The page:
Foley to retire at end of season
January 22, 2008
Munster's Anthony Foley has announced that he will retire from rugby both club and province at the end of the current season.
Foley, the province's longest-serving player with 192 caps, recorded his 85th Heineken Cup appearance in Saturday's Pool Five decider against London Wasps and helped Munster to the knock-out stages for the 10th consecutive season.
His 23 Heineken Cup tries makes him Munster's leading try scorer in that competition, and his overall total of 44 sees him lead the try scoring list for the province.
In addition he has been capped by Ireland at senior level on 62 occasions.
He made his senior competitive debut for Munster against Edinburgh in October 1994 and won the first of those 85 Heineken Cup caps just over a year later against Swansea in Thomond Park.
Speaking about his decision the 34 year old who led Munster to Heineken Cup victory in 2006 said, "It goes without saying that I have enjoyed my time immensely with Munster. I've had a great career and I would like to say thanks to all those, starting in St Munchin's, then in my club Shannon and Munster for helping me in my career. I don't want to mention names in case I leave people out but my sincere thanks to those who have helped me along the way.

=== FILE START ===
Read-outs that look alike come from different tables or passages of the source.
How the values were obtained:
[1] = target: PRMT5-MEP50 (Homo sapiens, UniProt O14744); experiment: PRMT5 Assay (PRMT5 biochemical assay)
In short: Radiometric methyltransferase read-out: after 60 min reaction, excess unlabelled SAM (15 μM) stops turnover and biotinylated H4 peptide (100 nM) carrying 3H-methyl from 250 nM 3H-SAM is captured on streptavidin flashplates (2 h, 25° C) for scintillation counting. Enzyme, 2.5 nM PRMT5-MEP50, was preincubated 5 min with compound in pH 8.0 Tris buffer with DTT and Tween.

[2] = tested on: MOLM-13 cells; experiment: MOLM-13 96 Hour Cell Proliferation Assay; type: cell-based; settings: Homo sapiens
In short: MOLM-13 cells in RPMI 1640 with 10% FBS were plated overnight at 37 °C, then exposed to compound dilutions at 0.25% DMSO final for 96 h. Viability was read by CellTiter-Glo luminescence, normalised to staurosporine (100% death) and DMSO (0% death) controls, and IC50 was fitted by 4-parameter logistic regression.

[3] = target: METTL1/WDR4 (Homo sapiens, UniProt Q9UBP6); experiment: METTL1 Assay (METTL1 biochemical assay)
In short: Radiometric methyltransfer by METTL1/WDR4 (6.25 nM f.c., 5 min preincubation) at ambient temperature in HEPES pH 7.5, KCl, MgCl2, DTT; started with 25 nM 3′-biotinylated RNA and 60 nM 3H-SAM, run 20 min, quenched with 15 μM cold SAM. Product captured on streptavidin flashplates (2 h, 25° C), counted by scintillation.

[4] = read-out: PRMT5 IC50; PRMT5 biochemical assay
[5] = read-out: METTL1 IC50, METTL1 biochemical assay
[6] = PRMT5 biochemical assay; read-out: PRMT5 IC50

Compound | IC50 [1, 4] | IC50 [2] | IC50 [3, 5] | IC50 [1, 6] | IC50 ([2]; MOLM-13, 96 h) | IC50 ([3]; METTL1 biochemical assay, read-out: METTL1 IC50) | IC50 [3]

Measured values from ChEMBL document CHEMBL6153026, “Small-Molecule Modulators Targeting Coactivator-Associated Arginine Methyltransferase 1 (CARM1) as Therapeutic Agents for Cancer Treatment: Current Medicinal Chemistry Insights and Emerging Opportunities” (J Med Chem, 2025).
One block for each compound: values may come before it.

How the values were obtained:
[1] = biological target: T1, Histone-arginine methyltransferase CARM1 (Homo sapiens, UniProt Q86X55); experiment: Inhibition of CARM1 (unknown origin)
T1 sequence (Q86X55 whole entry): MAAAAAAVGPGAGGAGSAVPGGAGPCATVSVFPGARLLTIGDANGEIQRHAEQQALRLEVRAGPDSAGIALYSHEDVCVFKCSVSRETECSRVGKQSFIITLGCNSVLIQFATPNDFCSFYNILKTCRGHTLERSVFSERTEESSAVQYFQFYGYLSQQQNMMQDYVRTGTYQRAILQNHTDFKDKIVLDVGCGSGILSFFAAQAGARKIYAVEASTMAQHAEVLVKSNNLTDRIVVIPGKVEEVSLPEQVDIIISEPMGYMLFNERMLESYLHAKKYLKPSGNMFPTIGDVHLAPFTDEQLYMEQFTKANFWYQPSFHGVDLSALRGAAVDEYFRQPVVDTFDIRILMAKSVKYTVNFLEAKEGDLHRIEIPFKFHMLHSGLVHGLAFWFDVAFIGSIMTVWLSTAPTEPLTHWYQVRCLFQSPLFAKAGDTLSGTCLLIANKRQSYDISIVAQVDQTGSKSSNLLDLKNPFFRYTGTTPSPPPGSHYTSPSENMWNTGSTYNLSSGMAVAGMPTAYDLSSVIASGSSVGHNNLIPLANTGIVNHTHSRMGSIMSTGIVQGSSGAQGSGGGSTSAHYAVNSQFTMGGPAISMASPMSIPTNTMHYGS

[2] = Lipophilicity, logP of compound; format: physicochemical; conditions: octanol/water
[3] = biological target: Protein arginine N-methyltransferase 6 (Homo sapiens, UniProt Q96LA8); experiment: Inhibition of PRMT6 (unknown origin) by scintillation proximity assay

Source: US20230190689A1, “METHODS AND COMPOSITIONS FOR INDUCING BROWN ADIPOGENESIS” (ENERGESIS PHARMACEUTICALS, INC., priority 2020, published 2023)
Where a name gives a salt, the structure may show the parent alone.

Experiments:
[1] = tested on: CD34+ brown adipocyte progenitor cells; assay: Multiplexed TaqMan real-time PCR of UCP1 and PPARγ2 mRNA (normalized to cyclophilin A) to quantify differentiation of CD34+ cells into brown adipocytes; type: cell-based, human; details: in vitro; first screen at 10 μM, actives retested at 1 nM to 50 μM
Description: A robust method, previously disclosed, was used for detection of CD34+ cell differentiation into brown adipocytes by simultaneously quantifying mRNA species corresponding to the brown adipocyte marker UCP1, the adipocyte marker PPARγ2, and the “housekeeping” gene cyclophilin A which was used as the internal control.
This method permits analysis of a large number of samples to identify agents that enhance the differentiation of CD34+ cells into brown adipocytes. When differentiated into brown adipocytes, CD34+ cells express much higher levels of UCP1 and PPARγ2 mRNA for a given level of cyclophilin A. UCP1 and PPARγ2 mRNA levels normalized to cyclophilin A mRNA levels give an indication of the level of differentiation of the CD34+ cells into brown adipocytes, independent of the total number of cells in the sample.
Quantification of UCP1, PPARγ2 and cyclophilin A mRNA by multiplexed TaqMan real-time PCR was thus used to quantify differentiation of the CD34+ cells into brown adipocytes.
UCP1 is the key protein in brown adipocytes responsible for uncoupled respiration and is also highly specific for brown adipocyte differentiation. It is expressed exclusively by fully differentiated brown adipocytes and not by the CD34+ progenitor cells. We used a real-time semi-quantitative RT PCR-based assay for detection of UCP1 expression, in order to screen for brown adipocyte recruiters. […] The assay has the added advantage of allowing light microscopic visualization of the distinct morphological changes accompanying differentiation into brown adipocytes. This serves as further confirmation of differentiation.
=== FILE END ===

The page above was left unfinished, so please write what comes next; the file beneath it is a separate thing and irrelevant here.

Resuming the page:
"I'm not sure there is a good time to go, certainly isn't easy to leave it behind but I think the end of this season is the right time to hang up the boots. I would like to thank also my colleagues down the years, acknowledge their contribution in both club and Province and wish the current squad the very best in their endeavours.
Commenting on the news, Munster coach Declan Kidney, " What can you say about an individual like Anthony Foley. His statistics says one thing about him, over 13 years of top flight rugby, but those in the squad and management will remember his influence in the dressing room and his calmness and authority on the field.
"Everyone knows him as a very good player. We know him as a very good man."
But Kidney was quick to caution that, "He's not gone anywhere yet. There's still a lot of rugby to be played between now and the end of the season, and we'll be doing our level best to make it a memorable end to a tremendous career."
Proposals to remove promotion and relegation from the Aviva Premiership would be for the good of the game overall, argues John Taylor
Ireland have the world sitting up and taking notice - and rugby's structure in Europe will aid their Rugby World Cup bid, writes John Mitchell
Where does Italy's win over Scotland rank among their successes in the Six Nations? Scrum Sevens investigates
The tone was set early on in Dublin as a more clinical Ireland made England pay. All is not lost, however, argues Phil Vickery